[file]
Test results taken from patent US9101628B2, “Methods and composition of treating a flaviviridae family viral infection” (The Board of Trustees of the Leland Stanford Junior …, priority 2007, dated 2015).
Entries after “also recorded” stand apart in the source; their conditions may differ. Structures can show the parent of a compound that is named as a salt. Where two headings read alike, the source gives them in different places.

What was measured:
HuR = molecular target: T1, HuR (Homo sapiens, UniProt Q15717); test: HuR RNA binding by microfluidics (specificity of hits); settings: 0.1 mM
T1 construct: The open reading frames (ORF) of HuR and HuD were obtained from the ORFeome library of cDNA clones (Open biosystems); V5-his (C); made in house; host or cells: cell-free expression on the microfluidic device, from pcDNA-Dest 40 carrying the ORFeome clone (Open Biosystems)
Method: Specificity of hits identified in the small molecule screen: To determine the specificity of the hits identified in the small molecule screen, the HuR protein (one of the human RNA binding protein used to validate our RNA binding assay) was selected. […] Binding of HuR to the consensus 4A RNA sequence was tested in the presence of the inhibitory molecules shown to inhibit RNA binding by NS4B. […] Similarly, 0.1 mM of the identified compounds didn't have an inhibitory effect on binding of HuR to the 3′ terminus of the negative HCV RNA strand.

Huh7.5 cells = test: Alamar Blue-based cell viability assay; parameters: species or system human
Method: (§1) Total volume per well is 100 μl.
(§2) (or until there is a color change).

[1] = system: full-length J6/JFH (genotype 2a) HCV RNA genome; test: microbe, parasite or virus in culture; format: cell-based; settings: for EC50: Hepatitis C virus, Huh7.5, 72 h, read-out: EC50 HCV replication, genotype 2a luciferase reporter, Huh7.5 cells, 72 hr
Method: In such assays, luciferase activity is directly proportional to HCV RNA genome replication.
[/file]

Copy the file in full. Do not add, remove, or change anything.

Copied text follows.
Test results taken from patent US9101628B2, “Methods and composition of treating a flaviviridae family viral infection” (The Board of Trustees of the Leland Stanford Junior …, priority 2007, dated 2015).
Entries after “also recorded” stand apart in the source; their conditions may differ. Structures can show the parent of a compound that is named as a salt. Where two headings read alike, the source gives them in different places.

What was measured:
HuR = molecular target: T1, HuR (Homo sapiens, UniProt Q15717); test: HuR RNA binding by microfluidics (specificity of hits); settings: 0.1 mM
T1 construct: The open reading frames (ORF) of HuR and HuD were obtained from the ORFeome library of cDNA clones (Open biosystems); V5-his (C); made in house; host or cells: cell-free expression on the microfluidic device, from pcDNA-Dest 40 carrying the ORFeome clone (Open Biosystems)
Method: Specificity of hits identified in the small molecule screen: To determine the specificity of the hits identified in the small molecule screen, the HuR protein (one of the human RNA binding protein used to validate our RNA binding assay) was selected. […] Binding of HuR to the consensus 4A RNA sequence was tested in the presence of the inhibitory molecules shown to inhibit RNA binding by NS4B. […] Similarly, 0.1 mM of the identified compounds didn't have an inhibitory effect on binding of HuR to the 3′ terminus of the negative HCV RNA strand.

Huh7.5 cells = test: Alamar Blue-based cell viability assay; parameters: species or system human
Method: (§1) Total volume per well is 100 μl.
(§2) (or until there is a color change).

[1] = system: full-length J6/JFH (genotype 2a) HCV RNA genome; test: microbe, parasite or virus in culture; format: cell-based; settings: for EC50: Hepatitis C virus, Huh7.5, 72 h, read-out: EC50 HCV replication, genotype 2a luciferase reporter, Huh7.5 cells, 72 hr
Method: In such assays, luciferase activity is directly proportional to HCV RNA genome replication.